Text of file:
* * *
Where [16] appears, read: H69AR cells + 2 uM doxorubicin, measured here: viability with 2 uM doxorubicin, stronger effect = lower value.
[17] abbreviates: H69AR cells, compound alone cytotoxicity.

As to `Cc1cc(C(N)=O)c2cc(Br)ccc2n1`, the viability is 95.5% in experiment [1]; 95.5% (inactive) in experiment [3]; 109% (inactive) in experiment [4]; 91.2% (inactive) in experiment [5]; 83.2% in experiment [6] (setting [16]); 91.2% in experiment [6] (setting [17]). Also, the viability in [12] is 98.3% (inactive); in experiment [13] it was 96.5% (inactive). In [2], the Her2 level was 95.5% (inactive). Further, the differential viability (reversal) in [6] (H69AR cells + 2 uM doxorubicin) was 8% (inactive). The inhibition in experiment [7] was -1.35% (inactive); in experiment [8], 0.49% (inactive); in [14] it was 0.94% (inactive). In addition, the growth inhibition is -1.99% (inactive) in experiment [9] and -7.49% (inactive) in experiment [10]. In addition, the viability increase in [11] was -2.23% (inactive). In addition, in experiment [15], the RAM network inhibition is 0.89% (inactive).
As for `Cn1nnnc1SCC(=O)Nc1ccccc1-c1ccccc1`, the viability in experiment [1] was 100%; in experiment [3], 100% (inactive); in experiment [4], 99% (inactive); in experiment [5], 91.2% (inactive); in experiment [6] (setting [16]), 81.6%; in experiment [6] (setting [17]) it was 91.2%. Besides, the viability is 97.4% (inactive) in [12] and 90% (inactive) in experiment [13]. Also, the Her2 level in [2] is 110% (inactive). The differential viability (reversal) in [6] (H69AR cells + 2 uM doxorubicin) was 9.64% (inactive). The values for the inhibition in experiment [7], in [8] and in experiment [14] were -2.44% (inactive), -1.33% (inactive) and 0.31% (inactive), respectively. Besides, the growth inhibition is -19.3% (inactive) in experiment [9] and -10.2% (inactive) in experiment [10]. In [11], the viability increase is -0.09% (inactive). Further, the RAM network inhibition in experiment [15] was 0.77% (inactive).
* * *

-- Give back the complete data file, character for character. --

Where [16] appears, read: H69AR cells + 2 uM doxorubicin, measured here: viability with 2 uM doxorubicin, stronger effect = lower value.
[17] abbreviates: H69AR cells, compound alone cytotoxicity.

As to `Cc1cc(C(N)=O)c2cc(Br)ccc2n1`, the viability is 95.5% in experiment [1]; 95.5% (inactive) in experiment [3]; 109% (inactive) in experiment [4]; 91.2% (inactive) in experiment [5]; 83.2% in experiment [6] (setting [16]); 91.2% in experiment [6] (setting [17]). Also, the viability in [12] is 98.3% (inactive); in experiment [13] it was 96.5% (inactive). In [2], the Her2 level was 95.5% (inactive). Further, the differential viability (reversal) in [6] (H69AR cells + 2 uM doxorubicin) was 8% (inactive). The inhibition in experiment [7] was -1.35% (inactive); in experiment [8], 0.49% (inactive); in [14] it was 0.94% (inactive). In addition, the growth inhibition is -1.99% (inactive) in experiment [9] and -7.49% (inactive) in experiment [10]. In addition, the viability increase in [11] was -2.23% (inactive). In addition, in experiment [15], the RAM network inhibition is 0.89% (inactive).
As for `Cn1nnnc1SCC(=O)Nc1ccccc1-c1ccccc1`, the viability in experiment [1] was 100%; in experiment [3], 100% (inactive); in experiment [4], 99% (inactive); in experiment [5], 91.2% (inactive); in experiment [6] (setting [16]), 81.6%; in experiment [6] (setting [17]) it was 91.2%. Besides, the viability is 97.4% (inactive) in [12] and 90% (inactive) in experiment [13]. Also, the Her2 level in [2] is 110% (inactive). The differential viability (reversal) in [6] (H69AR cells + 2 uM doxorubicin) was 9.64% (inactive). The values for the inhibition in experiment [7], in [8] and in experiment [14] were -2.44% (inactive), -1.33% (inactive) and 0.31% (inactive), respectively. Besides, the growth inhibition is -19.3% (inactive) in experiment [9] and -10.2% (inactive) in experiment [10]. In [11], the viability increase is -0.09% (inactive). Further, the RAM network inhibition in experiment [15] was 0.77% (inactive).